I’m not an Apple user/owner (technically not true, I own some Apple devices, but they haven’t been powered on in years) so I will leave the Apple specific questions to others.
As for the NAS questions, lemme have a go at trying to hit them as I just yammer on:
Your question about drive speeds belies a greater question… how will you hook up and connect to the NAS. NASes (NASen?) are not normally wireless devices, so they want to be wired into the network. For many networks, this means they will probably be connected to the switch ports in the router. Without doing something special, you’re going to have a maximum throughput into the NAS of 1Gbps. 1Gbps approximates a maximum file transfer speed of 100MBps. If all the devices are wired, then you might see these kinds of speeds. If you’re using wireless devices, you’re likely to get far less speed. This generally moots the point of disk speeds. A fast NAS will be far faster than your network. This is the reason the NAS specific drives are generally 4500rpms unless you spend much extra for the higher end pro/enterprise models.
Speaking of HDDs you should probably get one of those NAS specific drives. They have different firmware which makes them give up quicker on errors, because they assume the NAS has its own error recovery process (the RAID process.)
If you get a two bay unit, the ONLY RAID you should consider is RAID-1 (RAID-0 is known as scary RAID, it’s just a pool of disks, and if any one fails, the whole pool fails.) Many people will tell you RAID is not a backup, and they’re not wrong. You absolutely should NOT rely on RAID to save your only copy. There is a lot that can go wrong, you could have a structural problem (disk directory corruption, for example), you could have a bad write (some weird problem in the NAS) which gets spread across the entire volume, or you could have a disk fail in the volume. RAID can only protect you from that final thing… it can handle when one disc goes bad… and gives you a window of time to replace it and allow the volume to heal. The problem is that the disks were likely all bought and installed at the same time, and in the process of repairing the first failure, other disks can be stressed to the breaking point and then your volume is toast.
Everyone has their own risk tolerance for these things, but the extra drives of redundancy aren’t free. For example, if you have 6 disks, and you do RAID-6, you can survive two simultaneous disk failures, but you also gave up 2 full disks of capacity for the redundancy… you paid for 6 disks, and got 4 worth of space. In this sense, a larger number of drives means the cost of the redundancy is amortized across the larger pool size. 2 disks out of 12 represents a lower cost for the redundancy versus 2 out of 4, but on the other hand, a larger pool of disks means you’re more likely to have one fail at any given age of the system.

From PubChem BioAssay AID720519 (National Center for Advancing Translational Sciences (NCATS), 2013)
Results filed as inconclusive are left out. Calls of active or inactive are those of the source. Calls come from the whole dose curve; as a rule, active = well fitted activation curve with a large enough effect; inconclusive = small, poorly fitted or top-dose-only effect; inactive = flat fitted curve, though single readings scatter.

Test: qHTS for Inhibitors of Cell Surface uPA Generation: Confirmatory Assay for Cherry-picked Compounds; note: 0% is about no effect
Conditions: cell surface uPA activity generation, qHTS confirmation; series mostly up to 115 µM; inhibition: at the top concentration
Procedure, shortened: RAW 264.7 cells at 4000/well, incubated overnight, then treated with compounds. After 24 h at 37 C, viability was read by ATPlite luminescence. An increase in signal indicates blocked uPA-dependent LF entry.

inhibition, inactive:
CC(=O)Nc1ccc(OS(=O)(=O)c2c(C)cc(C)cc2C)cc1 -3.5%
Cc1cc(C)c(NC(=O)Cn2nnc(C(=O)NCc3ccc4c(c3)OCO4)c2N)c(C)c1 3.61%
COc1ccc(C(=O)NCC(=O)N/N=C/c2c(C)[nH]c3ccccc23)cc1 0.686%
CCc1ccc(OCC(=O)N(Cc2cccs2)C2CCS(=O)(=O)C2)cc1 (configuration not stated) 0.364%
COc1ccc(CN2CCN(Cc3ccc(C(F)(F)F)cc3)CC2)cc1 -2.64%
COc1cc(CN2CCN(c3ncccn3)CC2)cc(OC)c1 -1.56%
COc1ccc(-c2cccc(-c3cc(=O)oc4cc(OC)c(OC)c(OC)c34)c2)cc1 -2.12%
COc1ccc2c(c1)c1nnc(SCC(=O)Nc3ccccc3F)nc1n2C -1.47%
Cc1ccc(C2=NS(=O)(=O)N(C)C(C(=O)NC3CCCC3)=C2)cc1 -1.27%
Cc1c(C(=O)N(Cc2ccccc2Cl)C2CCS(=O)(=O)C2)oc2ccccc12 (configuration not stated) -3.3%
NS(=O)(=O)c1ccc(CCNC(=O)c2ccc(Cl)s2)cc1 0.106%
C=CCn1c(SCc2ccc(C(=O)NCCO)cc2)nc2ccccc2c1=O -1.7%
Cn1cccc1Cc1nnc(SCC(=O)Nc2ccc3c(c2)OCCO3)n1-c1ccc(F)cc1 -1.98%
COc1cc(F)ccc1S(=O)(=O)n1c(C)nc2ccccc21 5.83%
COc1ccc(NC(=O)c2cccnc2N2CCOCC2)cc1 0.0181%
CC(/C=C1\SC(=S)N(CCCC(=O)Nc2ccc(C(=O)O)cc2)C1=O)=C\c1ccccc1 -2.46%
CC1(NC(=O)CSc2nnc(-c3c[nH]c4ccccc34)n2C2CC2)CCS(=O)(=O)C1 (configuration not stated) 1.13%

Since the major cost of the installation is the drives themselves and not the NAS hardware, I would consider buying larger, even if you can’t initially populate all slots with drives. My experience with NASes is mostly with Synology. In their product line, I would consider an 8 drive model which costs one disk’s price more than the 4 disk model:
DiskStation DS1819+ $931.00
DiskStation DS918+ $547.00
(also, just in case you don’t know about Synology, the last two digits are usually the year of the model, so those two above are 2019 and 2018 models. The first digits are the maximum number of disks, so one can have up 18 (with expansion) and one can have up to 9 (also with expansion). The expansion devices are pretty expensive, so I wouldn’t assume you’d ever acquire one, you might just buy a whole new NAS. )
Another NAS product I am interested in trying is the FreeNAS mini’s. They use a different technology, ZFS, which is more expensive to run, but some nerds really geek out about its capabilities. (It’s more expensive because it needs more RAM, and they strongly recommend parity RAM so that memory failures don’t end up corrupting your files.) The FreeNAS mini’s seem to be roughly twice the price of the Synology devices of equivalent size.
I’ve rambled for long enough that I forgot your original questions, so I will wrap up here for now.